The political prisoner Elhafed Iaazza is no longer missing in jail, but remains in total isolation, on the 10th week. “I will kill you”, prison director told him today.
The Norwegian Support Committee for Western Sahara on 2 November told the story about the Saharawi political prisoner Yahya Mohamed Elhafed Iaazza who had for weeks been missing in jail, after he had shared a cell with a covid-19-patient.
Only after 8 weeks with total isolation from the outside world, was Elhafed allowed to call his family. Reportedly, Elhafed Iaazza had been allowed to do so after increased international pressure, with Front Line Defenders issuing an urgent appeal into his alarming situation. Elhafed was in 2008 tried and sentenced to 15 years by a Moroccan court.
Despite international pressure, the situation of Elhafed Iaazza remains alarming, with the only thing having changed is the fact that he is now allowed to use the phone three times a week for a couple of minutes. These trips to the prison phone is also the only time when Yahya is allowed to leave his cell. He has not been allowed to go outside, breathe fresh air or to see the sun for 10 weeks and counting. Due to this, the situation of Yahya is quickly deteriorating, with Yahya still being alarmingly sick and in tremendous pain..
Today, he called his daughter, Fatou Yahya, and told her that he had been visited by the prison director in his isolation cell. The prison director had carried out an aggressive search and deprived him of his TV and radio. Despite being critically sick, the prison director told that he wouldn’t grant Yahya any form of medical treatment, before the prison director said to Yahya, “I will kill you”.
On 9 October, a prisoner suffering from covid-19 had been placed together with him in his small cell, where they both spent over 24 hours in close proximity. On October 13th, Elhafed Iaazza was purportedly taken to an isolation cell in Bouzairkarn prison, located in the South of Morocco, and lost contact with the outside world for the following eight weeks.
The placement of Elhafed Iaazza together with a prisoner having covid-19 is by the family and Yahya himself believed to have come in response to an argument Yahya had with the prison director of Bouzairkarn prison on 9 October, when Yahya refused to be transferred to an overcrowded cell holding over 20 prisoners known to be dangerous. When he refused, the prison director said to Yahya that he would be taken to a place where «no one knows where is».
“My father is always strong when he talks to me. He is the strongest man I know. But right now, I cannot imagine the pain that he is currently living under. I can hear in his voice how sick he is”, the daughter of the Saharawi political prisoner, Fatou Yahya, told the Norwegian Support Committee for Western Sahara.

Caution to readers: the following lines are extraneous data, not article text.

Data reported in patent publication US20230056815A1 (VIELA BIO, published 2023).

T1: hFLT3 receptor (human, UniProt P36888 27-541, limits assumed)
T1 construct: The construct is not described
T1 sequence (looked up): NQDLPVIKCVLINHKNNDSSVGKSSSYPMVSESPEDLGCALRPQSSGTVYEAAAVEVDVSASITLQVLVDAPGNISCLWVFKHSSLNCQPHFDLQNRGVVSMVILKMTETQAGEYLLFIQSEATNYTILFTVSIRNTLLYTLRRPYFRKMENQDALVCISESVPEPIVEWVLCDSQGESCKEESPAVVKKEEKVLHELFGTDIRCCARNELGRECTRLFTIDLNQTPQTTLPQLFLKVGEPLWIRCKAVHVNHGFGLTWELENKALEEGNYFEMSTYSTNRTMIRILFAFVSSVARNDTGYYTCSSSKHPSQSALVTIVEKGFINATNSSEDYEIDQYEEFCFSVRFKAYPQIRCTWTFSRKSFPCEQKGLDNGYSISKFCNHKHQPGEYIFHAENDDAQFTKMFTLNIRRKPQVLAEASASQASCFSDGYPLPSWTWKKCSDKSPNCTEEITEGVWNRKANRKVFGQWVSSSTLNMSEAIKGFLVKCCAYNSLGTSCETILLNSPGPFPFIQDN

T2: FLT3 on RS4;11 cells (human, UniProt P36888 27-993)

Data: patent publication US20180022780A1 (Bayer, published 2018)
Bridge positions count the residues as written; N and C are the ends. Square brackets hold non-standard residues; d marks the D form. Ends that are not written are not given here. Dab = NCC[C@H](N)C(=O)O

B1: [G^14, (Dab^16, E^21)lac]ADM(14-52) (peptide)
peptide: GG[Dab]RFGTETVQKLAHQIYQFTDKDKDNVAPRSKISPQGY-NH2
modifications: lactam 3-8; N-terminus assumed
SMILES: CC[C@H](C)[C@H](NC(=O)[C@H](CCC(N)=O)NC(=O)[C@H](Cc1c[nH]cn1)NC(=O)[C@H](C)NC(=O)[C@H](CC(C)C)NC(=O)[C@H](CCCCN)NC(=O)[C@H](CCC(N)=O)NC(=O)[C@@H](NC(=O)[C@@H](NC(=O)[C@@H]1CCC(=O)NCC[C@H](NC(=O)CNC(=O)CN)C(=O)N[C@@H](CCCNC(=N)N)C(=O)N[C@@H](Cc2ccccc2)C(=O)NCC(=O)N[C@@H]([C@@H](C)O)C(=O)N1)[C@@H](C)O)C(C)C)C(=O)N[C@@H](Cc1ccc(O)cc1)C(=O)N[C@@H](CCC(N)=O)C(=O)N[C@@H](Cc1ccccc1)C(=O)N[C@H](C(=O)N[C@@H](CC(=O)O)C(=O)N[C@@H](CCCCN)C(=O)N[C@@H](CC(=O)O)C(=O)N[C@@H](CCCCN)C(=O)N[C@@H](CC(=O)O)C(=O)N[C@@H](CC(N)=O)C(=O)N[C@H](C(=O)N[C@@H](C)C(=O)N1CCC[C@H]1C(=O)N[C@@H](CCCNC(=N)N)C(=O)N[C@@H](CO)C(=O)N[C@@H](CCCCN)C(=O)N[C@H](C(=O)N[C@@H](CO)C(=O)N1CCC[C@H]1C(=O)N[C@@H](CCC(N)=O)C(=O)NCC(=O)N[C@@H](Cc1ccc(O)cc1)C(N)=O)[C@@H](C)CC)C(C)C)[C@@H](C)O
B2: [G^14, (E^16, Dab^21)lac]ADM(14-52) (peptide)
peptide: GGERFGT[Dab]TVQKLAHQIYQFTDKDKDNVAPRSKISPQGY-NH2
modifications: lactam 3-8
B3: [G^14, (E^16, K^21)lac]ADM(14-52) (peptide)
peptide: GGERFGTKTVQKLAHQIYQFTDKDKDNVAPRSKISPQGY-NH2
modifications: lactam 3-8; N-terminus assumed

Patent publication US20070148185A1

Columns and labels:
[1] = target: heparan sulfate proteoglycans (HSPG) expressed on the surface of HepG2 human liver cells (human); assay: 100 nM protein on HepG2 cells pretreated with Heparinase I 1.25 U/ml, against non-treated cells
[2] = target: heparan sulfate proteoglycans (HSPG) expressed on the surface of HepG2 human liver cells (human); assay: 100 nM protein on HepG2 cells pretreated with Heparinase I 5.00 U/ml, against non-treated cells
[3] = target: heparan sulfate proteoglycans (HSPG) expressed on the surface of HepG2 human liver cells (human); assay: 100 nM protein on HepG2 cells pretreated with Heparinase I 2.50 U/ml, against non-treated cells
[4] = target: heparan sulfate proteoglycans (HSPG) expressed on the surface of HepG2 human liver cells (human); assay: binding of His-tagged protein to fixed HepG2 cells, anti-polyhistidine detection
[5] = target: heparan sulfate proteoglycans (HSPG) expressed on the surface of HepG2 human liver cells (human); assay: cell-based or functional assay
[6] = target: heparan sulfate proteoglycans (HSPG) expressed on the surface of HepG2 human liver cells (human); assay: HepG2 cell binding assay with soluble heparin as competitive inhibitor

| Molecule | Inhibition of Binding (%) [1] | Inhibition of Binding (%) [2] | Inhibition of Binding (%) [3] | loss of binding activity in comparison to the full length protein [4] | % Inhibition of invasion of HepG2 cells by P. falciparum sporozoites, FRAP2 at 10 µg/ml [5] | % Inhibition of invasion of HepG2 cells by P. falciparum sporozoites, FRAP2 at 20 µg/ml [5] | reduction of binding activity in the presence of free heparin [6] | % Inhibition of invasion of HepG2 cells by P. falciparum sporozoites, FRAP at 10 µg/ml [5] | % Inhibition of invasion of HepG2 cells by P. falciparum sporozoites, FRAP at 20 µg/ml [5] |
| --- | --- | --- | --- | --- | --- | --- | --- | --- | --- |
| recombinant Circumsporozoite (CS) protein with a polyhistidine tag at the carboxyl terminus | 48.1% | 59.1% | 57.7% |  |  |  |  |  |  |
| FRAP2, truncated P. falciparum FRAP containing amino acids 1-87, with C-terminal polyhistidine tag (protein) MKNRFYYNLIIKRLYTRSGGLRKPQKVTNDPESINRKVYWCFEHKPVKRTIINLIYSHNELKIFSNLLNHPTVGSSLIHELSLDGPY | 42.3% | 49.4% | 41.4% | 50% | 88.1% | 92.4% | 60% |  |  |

For over 10 weeks, Elhafed Iaazza has now been held in complete isolation. Upon transferral on 13 October, he was deprived of most of his belongings and he was forced to eat «prison food», often containing mould, bugs, glass, dirt etc. Due to this, the health condition of Elhafed Iaazza has dramatically worsened during the time spent in complete isolation. From prior, Elhafed Iaazza suffers from asthma, rheumatism and kidney disease. To be forced to eat the prison food has therefore left Yahya in incredible pain, with the isolation cell reported to be extremely dirty; seriously aggravating his asthma. The lack of movement and the prohibition of entering outside to see the sun, has also seriously aggravated his rheumatism.
“In light of the circumstances of the case, with the prison director placing Elhafed Iaazza under complete isolation as punishment, causing tremendous physical and mental suffering, the situation may amount to continuous torture. The situation is further aggravated by the fact that Elhafed Iaazza is in an alarming health condition, with the prison director outright threatening to kill him”, said Tone Sørfonn Moe, the international legal representative.
The UN Special Rapporteurs on Torture, Manfred Nowak and Juan Méndez have both stated that “prolonged solitary confinement is cruel, inhuman or degrading treatment, and may amount to torture". Nowak and Méndez have been especially critical to long-term or prolonged solitary confinement, which they define as lasting fifteen days or more. Méndez found that solitary confinement when used for the purpose of punishment cannot be justified, and reiterated that “any imposition of solitary confinement beyond 15 days constitutes torture or cruel, inhuman or degrading treatment or punishment, depending on the circumstances.”
We have talked to human rights activist Mahfouda, who recently was sentenced to six months in a Moroccan prison for reprimanding a judge.
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